Mozilla To T-bird: Move Out

Sunday, 2007-July-29 at 10:41 5 comments

Thunderbird:Future of Thunderbird – MozillaWiki:

Mozilla has been supporting Thunderbird as a product since the beginning of the Foundation. The result is a good, solid product that provides an open alternative for desktop mail. However, the Thunderbird effort is dwarfed by the enormous energy and community focused on the web, Firefox and the ecosystem around it. As a result, Mozilla doesn’t support Thunderbird as much as we do browsing and Firefox and we don’t expect this to change in the foreseeable future. We are convinced that our current focus – delivering the web, mostly through browsing and related services – is the correct priority. At the same time, the Thunderbird team is extremely dedicated and competent, and we all want to see them do as much as possible with Thunderbird.

I use and like Thunderbird, but it is definitely something that you have to really want.  One example is when you have multiple accounts, something that most ISPs routinely bundle these days.  You might be, but will you want that to be your address for  No, you will want or a similarly no-nonsense address.

So what does T-Bird do for you?  It makes it more difficult to set this up, insisting that you should have one and only one sending address and server.  I do not know who thought that up, but that alone is a reason I cannot recommend T-Bird for non-tech users with multiple addresses.

Another area that T-Bird can improve is in realizing that its competition is not the moribund Outlook Express, but the full-featured Outlook client as well as Web-based e-mail services.  Having Lightning pre-installed will make the product significantly better, even if it is off by default.  Sit down with Google and Yahoo! to discuss how to make their calendars and yours work together better.  Maybe they don't get it yet, but I only have need for one calendar, or maybe (depending on your employer's level of paranoia) one for work and one for everything else.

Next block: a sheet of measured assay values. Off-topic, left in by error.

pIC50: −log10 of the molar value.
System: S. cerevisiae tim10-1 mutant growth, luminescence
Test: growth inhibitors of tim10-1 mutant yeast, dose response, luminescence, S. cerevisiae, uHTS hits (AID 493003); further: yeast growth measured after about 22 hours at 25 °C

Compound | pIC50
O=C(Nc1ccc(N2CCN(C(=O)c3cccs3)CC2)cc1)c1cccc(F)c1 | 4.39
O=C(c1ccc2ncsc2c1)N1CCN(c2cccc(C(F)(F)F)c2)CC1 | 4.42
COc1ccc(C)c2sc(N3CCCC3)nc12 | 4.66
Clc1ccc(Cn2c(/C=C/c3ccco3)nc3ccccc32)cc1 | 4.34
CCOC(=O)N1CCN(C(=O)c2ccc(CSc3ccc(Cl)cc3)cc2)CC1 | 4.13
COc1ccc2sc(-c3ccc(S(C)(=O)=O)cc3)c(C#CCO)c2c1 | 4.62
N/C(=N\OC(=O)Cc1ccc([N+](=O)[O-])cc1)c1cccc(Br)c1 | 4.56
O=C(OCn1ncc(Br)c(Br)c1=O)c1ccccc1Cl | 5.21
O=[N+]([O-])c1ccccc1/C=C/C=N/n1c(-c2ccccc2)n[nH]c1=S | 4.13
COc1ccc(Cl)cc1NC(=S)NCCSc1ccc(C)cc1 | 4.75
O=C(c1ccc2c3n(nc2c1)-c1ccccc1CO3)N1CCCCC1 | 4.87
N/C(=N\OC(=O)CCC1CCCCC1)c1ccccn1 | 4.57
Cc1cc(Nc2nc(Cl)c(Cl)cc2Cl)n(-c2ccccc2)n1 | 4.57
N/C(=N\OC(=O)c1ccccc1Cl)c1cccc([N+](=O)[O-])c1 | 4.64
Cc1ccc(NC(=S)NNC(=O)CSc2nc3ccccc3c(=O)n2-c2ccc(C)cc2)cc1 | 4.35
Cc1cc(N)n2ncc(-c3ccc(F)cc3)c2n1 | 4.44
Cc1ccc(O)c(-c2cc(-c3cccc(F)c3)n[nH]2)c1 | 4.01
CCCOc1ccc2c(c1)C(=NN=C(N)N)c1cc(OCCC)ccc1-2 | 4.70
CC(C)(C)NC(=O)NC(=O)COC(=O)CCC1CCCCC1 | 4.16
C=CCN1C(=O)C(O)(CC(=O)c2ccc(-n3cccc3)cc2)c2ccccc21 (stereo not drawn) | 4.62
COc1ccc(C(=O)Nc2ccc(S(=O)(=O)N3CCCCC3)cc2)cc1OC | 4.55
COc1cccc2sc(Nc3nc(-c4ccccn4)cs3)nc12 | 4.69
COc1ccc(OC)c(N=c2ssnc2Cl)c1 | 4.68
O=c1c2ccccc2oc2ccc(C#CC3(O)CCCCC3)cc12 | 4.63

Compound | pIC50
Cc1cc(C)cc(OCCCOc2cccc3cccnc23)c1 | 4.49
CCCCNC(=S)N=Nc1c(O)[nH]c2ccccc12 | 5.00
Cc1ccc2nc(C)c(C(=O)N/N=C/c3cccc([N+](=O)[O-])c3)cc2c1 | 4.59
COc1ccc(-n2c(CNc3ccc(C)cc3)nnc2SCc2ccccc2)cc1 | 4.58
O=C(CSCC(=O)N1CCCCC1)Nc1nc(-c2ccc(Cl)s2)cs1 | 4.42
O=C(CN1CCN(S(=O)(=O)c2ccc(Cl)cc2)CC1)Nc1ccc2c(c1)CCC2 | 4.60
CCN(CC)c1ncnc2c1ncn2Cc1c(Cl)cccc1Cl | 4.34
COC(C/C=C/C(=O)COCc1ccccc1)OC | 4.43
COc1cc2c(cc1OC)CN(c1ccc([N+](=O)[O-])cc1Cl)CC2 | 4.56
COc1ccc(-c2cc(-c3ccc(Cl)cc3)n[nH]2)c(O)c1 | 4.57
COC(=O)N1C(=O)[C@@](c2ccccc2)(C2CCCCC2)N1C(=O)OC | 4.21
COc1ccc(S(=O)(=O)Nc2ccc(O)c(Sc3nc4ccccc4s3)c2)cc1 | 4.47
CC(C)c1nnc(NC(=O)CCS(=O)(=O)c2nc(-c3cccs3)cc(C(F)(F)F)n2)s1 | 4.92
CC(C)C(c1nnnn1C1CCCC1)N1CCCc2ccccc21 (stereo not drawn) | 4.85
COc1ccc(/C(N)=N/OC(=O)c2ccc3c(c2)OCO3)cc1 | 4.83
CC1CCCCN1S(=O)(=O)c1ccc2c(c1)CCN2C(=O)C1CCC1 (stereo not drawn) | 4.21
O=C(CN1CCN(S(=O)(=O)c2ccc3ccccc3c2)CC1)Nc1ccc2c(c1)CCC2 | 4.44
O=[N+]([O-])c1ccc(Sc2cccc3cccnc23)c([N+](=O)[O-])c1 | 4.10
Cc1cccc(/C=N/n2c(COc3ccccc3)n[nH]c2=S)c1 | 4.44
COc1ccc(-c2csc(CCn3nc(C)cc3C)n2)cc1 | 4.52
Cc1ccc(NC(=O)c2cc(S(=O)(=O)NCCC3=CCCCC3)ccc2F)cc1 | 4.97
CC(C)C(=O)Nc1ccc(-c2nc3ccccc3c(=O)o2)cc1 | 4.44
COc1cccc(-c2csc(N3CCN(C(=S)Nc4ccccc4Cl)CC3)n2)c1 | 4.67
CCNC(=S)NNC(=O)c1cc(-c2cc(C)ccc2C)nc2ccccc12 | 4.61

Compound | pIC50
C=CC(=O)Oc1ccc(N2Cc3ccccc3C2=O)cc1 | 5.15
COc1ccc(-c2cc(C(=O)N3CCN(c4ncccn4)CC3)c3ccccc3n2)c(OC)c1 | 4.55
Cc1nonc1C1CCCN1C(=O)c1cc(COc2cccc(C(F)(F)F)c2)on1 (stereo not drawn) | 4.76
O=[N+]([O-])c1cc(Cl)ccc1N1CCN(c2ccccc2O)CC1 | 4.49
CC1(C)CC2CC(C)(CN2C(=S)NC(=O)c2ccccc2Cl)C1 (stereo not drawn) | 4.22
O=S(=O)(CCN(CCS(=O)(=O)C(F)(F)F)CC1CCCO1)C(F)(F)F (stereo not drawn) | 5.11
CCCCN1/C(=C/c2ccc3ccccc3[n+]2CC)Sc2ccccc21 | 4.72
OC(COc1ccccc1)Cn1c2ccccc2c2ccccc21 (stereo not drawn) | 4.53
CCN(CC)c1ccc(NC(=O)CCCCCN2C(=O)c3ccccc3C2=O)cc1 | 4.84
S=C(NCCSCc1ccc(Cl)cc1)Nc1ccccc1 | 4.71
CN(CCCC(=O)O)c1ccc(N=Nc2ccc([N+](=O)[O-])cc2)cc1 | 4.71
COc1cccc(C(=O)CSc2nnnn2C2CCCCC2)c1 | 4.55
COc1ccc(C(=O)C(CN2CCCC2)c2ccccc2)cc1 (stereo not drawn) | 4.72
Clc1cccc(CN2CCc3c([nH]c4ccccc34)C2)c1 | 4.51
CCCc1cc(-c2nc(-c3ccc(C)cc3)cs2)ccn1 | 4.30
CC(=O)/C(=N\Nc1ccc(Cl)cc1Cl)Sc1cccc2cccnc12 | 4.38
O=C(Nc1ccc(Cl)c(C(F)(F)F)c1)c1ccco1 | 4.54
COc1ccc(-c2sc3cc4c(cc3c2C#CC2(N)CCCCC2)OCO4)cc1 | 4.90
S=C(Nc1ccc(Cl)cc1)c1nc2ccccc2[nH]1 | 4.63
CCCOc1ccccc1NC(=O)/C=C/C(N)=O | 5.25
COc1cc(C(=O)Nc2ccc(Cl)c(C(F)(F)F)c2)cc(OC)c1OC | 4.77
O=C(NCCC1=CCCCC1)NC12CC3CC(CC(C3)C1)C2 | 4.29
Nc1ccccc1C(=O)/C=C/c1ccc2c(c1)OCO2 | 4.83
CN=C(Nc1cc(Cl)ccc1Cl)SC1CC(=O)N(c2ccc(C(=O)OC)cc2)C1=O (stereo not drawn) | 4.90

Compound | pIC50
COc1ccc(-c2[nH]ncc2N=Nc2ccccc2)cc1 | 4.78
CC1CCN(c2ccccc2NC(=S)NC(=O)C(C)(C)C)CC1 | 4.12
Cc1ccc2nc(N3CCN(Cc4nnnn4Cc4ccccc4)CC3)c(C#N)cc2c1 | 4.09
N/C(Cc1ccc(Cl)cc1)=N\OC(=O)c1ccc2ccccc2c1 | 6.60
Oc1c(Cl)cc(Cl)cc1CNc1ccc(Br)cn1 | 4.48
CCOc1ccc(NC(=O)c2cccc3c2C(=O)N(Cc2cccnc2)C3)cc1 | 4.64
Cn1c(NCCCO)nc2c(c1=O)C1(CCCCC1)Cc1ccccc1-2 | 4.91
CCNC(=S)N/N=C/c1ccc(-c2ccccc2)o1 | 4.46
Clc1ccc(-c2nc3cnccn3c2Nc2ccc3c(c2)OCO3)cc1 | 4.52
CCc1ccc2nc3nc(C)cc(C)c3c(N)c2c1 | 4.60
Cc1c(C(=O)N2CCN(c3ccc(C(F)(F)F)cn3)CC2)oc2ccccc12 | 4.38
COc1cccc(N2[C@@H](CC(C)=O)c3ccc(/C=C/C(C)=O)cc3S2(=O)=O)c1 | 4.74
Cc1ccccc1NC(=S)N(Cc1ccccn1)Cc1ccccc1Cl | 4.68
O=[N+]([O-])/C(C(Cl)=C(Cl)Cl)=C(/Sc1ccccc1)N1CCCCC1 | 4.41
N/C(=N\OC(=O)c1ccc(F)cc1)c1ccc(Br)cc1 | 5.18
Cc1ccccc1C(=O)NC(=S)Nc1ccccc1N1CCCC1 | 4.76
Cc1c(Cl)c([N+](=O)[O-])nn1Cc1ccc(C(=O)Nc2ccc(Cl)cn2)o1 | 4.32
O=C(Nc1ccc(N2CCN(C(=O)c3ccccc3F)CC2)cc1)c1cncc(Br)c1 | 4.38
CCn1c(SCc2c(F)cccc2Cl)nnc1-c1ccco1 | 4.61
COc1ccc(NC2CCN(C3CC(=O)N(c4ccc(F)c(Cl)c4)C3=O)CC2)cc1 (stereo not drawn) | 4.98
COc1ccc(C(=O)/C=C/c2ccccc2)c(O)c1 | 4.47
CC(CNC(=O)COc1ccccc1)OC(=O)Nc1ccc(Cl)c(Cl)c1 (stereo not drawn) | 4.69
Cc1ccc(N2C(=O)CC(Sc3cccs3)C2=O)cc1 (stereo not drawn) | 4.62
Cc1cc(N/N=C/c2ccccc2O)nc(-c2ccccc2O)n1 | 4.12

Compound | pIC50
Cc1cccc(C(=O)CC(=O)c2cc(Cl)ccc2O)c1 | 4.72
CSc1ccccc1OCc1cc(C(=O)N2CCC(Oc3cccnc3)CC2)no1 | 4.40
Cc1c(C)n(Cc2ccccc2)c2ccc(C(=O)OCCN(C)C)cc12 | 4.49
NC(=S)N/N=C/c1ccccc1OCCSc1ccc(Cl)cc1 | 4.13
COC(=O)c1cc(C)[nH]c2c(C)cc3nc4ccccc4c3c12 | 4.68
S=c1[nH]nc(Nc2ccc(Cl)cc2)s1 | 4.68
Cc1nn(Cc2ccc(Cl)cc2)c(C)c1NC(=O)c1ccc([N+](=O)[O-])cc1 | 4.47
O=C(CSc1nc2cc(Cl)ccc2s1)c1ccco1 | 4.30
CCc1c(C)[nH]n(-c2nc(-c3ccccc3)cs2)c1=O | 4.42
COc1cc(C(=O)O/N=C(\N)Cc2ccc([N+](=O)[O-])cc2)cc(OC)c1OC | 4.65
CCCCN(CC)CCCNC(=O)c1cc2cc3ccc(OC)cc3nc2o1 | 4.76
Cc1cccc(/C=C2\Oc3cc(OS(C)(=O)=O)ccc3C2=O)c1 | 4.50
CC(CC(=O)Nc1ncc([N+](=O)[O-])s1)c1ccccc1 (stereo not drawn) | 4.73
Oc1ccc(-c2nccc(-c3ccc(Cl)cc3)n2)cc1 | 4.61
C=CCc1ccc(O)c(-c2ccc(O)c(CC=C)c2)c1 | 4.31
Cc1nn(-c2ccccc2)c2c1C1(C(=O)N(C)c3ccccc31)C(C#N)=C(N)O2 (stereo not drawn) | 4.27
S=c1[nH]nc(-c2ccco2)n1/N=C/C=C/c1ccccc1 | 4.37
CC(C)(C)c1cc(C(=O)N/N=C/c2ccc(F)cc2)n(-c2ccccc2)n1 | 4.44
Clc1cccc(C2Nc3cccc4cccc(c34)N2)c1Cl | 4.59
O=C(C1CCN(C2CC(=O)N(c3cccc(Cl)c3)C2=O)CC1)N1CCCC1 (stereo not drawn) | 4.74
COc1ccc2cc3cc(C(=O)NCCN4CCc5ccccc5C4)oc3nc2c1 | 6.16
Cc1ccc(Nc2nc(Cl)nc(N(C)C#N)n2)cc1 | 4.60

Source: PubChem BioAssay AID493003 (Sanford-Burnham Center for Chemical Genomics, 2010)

If Thunderbird does get spun out, I’d suggest bundling Lightning and Sunbird into the new group also.  My best suggestion is to work out some kind of partnership agreement with the Open Source Applications Foundation‘s Chandler Project to try to make something that is demonstrably better than Outlook / Exchange.  Chandler (and its Cosmo server) has been slow-moving, so a few additional resources might really help out.

Some of the discussion about this is on Scott MacGregor’s blog and Mitchell Baker’s blog.

I have been watching T-Bird for some time, waiting for it to grow up into the kind of client that will really compete with proprietary clients.  Right now, T-Bird lacks a few things that would make it the go-to client for power users.

  • Better handling of newsgroups.  I’d also like to see support for non-Usenet message boards, such as PHPBB sites.
  • Built-in calendaring (the Lightning extension), with full support for iCalendar and optionally its vCalendar ancestor, plus CalDAV and importing from embedded hCal microformats in Web pages.
  • Some task management and light project management functionality built in